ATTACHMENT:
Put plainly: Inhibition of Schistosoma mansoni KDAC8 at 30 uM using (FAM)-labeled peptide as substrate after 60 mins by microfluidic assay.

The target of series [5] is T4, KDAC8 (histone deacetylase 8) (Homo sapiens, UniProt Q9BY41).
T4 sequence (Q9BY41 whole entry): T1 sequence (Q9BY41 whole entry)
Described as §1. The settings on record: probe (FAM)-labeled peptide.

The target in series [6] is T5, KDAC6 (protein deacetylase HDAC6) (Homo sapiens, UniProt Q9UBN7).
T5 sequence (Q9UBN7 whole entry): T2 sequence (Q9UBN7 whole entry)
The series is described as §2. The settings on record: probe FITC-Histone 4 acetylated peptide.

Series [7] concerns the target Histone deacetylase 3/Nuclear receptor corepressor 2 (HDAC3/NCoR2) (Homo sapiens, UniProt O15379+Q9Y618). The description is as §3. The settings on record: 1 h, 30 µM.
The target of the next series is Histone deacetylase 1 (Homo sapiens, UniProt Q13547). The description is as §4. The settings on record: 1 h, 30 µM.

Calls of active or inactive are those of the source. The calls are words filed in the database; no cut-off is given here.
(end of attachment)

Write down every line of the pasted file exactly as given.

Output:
Put plainly: Inhibition of Schistosoma mansoni KDAC8 at 30 uM using (FAM)-labeled peptide as substrate after 60 mins by microfluidic assay.

The target of series [5] is T4, KDAC8 (histone deacetylase 8) (Homo sapiens, UniProt Q9BY41).
T4 sequence (Q9BY41 whole entry): T1 sequence (Q9BY41 whole entry)
Described as §1. The settings on record: probe (FAM)-labeled peptide.

The target in series [6] is T5, KDAC6 (protein deacetylase HDAC6) (Homo sapiens, UniProt Q9UBN7).
T5 sequence (Q9UBN7 whole entry): T2 sequence (Q9UBN7 whole entry)
The series is described as §2. The settings on record: probe FITC-Histone 4 acetylated peptide.

Series [7] concerns the target Histone deacetylase 3/Nuclear receptor corepressor 2 (HDAC3/NCoR2) (Homo sapiens, UniProt O15379+Q9Y618). The description is as §3. The settings on record: 1 h, 30 µM.
The target of the next series is Histone deacetylase 1 (Homo sapiens, UniProt Q13547). The description is as §4. The settings on record: 1 h, 30 µM.

Calls of active or inactive are those of the source. The calls are words filed in the database; no cut-off is given here.